The National Institute for Health and Care Excellence (NICE) recently approved the first targeted therapy, a desmopressin antagonist, for ADPKD adults with chronic kidney disease stage 2-3.12 We believe that children would poorly tolerate the side effects of this class of drug. However, other disease modifying drugs are currently in development. This important shift from symptomatic to preventive treatment makes it a good time to question the current expectant approach to childhood ADPKD. Interestingly, NICE recommends the genetic testing of children with a risk of familial hypercholesterolaemia, another inherited condition with serious long term morbidity.

General practitioners, nephrologists, geneticists, and paediatricians must be aware that ADPKD is not solely an adult disease. Dissemination of this important message may enable the early identification of hypertension in children, presenting an opportunity to halt the disease process. We urgently need UK guidelines to inform medical practitioners and to optimise and standardise management, which will ultimately improve long term health outcomes and quality of life.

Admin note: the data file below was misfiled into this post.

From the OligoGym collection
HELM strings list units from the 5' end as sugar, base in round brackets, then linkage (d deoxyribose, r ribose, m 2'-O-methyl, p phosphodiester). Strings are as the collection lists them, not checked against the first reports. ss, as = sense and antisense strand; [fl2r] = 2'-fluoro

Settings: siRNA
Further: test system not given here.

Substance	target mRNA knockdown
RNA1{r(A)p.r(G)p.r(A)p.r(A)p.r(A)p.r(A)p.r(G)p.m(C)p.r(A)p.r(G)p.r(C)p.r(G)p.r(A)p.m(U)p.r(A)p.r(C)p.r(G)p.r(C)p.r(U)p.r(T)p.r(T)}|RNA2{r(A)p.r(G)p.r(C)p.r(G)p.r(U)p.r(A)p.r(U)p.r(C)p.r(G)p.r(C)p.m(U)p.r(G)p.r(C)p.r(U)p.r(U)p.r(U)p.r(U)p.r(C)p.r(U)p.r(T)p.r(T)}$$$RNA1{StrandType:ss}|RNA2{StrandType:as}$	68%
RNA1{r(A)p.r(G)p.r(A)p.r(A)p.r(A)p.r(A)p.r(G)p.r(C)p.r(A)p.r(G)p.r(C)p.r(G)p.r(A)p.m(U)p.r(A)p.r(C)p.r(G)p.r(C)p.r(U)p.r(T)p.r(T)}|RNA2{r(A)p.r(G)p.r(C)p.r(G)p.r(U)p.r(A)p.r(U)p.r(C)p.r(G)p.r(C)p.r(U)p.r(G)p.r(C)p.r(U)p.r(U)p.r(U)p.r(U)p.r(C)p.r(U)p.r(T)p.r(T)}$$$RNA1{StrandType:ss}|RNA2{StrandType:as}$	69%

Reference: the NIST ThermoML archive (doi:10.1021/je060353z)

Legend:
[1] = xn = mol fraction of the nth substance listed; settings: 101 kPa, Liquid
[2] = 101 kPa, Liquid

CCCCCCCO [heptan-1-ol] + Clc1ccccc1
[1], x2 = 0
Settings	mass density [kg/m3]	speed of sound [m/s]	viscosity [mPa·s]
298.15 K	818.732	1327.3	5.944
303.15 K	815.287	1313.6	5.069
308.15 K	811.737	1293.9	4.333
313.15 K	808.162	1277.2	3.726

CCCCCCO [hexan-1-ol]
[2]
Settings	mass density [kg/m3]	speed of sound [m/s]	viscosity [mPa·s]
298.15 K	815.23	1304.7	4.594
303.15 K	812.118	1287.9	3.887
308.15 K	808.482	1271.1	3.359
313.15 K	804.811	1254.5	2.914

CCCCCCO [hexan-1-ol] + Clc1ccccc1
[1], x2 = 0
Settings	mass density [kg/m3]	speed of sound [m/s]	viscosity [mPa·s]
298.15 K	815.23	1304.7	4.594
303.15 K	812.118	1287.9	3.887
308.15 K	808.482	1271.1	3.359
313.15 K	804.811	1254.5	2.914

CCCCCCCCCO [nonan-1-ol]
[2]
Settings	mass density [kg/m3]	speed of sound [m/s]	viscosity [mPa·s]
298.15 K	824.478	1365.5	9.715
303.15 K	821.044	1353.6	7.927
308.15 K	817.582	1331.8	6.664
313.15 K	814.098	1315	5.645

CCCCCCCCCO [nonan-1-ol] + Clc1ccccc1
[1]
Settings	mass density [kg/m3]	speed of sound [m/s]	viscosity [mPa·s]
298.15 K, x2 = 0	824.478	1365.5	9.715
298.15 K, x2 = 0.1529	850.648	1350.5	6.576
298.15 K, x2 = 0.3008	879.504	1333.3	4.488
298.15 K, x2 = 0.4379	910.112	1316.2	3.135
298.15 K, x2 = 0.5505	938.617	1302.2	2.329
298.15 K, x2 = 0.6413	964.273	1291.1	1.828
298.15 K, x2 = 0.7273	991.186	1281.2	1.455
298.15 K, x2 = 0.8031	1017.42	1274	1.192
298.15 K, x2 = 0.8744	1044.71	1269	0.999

Medicalising the missing thousands will require service reconfiguration and increased resources, clearly tricky in the current NHS. Moreover, there are ethical considerations regarding genetic testing in children who are unable to give informed consent, compounded by the negative insurance implications of a confirmed diagnosis. These factors notwithstanding, we must stop ignoring children with ADPKD.

We propose an urgent national debate on an improved inclusive approach involving patients and their families and a range of clinicians, ethicists, and commissioners. A few pounds spent now on screening and early intervention could save many thousands later by delaying hypertensive complications and chronic kidney disease.

Footnotes

  • Competing interests: We have read and understood BMJ policy on declaration of interests and have nothing to declare.

  • Provenance and peer review: Commissioned; externally peer reviewed.

References